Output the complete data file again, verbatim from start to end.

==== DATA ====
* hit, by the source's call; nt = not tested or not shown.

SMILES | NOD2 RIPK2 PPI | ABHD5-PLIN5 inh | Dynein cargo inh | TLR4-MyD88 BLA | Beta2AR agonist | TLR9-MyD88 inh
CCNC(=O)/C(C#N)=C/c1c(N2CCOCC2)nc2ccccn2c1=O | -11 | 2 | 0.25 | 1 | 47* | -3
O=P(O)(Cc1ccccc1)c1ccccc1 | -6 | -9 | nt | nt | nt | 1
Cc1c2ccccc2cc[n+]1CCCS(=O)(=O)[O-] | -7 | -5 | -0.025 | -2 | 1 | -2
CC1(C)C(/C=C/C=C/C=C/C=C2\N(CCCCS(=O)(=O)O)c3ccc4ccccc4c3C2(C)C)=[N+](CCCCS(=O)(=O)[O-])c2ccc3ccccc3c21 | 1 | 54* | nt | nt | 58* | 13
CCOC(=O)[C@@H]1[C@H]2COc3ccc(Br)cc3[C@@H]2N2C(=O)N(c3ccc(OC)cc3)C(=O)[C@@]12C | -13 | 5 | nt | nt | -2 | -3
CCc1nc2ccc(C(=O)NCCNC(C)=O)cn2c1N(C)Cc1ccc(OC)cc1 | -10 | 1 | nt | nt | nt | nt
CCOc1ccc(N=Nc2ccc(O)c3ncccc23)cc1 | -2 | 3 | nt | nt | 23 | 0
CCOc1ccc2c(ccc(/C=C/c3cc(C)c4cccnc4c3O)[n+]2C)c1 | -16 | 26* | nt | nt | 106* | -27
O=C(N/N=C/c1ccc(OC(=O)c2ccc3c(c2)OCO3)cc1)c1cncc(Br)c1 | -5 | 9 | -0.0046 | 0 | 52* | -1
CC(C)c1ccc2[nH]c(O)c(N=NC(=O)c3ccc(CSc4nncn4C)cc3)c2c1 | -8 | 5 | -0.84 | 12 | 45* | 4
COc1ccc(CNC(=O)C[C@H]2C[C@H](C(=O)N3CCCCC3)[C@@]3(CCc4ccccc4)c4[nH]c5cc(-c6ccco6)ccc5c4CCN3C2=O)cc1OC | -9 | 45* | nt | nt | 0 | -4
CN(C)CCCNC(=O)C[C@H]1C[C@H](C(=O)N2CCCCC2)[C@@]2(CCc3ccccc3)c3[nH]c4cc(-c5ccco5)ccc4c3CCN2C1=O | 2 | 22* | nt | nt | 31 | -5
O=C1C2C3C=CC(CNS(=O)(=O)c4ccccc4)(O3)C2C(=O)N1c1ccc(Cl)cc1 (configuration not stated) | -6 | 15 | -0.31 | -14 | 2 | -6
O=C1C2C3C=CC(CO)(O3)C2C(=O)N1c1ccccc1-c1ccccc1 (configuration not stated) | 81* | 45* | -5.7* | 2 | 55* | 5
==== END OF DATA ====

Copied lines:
* hit, by the source's call; nt = not tested or not shown.

SMILES | NOD2 RIPK2 PPI | ABHD5-PLIN5 inh | Dynein cargo inh | TLR4-MyD88 BLA | Beta2AR agonist | TLR9-MyD88 inh
CCNC(=O)/C(C#N)=C/c1c(N2CCOCC2)nc2ccccn2c1=O | -11 | 2 | 0.25 | 1 | 47* | -3
O=P(O)(Cc1ccccc1)c1ccccc1 | -6 | -9 | nt | nt | nt | 1
Cc1c2ccccc2cc[n+]1CCCS(=O)(=O)[O-] | -7 | -5 | -0.025 | -2 | 1 | -2
CC1(C)C(/C=C/C=C/C=C/C=C2\N(CCCCS(=O)(=O)O)c3ccc4ccccc4c3C2(C)C)=[N+](CCCCS(=O)(=O)[O-])c2ccc3ccccc3c21 | 1 | 54* | nt | nt | 58* | 13
CCOC(=O)[C@@H]1[C@H]2COc3ccc(Br)cc3[C@@H]2N2C(=O)N(c3ccc(OC)cc3)C(=O)[C@@]12C | -13 | 5 | nt | nt | -2 | -3
CCc1nc2ccc(C(=O)NCCNC(C)=O)cn2c1N(C)Cc1ccc(OC)cc1 | -10 | 1 | nt | nt | nt | nt
CCOc1ccc(N=Nc2ccc(O)c3ncccc23)cc1 | -2 | 3 | nt | nt | 23 | 0
CCOc1ccc2c(ccc(/C=C/c3cc(C)c4cccnc4c3O)[n+]2C)c1 | -16 | 26* | nt | nt | 106* | -27
O=C(N/N=C/c1ccc(OC(=O)c2ccc3c(c2)OCO3)cc1)c1cncc(Br)c1 | -5 | 9 | -0.0046 | 0 | 52* | -1
CC(C)c1ccc2[nH]c(O)c(N=NC(=O)c3ccc(CSc4nncn4C)cc3)c2c1 | -8 | 5 | -0.84 | 12 | 45* | 4
COc1ccc(CNC(=O)C[C@H]2C[C@H](C(=O)N3CCCCC3)[C@@]3(CCc4ccccc4)c4[nH]c5cc(-c6ccco6)ccc5c4CCN3C2=O)cc1OC | -9 | 45* | nt | nt | 0 | -4
CN(C)CCCNC(=O)C[C@H]1C[C@H](C(=O)N2CCCCC2)[C@@]2(CCc3ccccc3)c3[nH]c4cc(-c5ccco5)ccc4c3CCN2C1=O | 2 | 22* | nt | nt | 31 | -5
O=C1C2C3C=CC(CNS(=O)(=O)c4ccccc4)(O3)C2C(=O)N1c1ccc(Cl)cc1 (configuration not stated) | -6 | 15 | -0.31 | -14 | 2 | -6
O=C1C2C3C=CC(CO)(O3)C2C(=O)N1c1ccccc1-c1ccccc1 (configuration not stated) | 81* | 45* | -5.7* | 2 | 55* | 5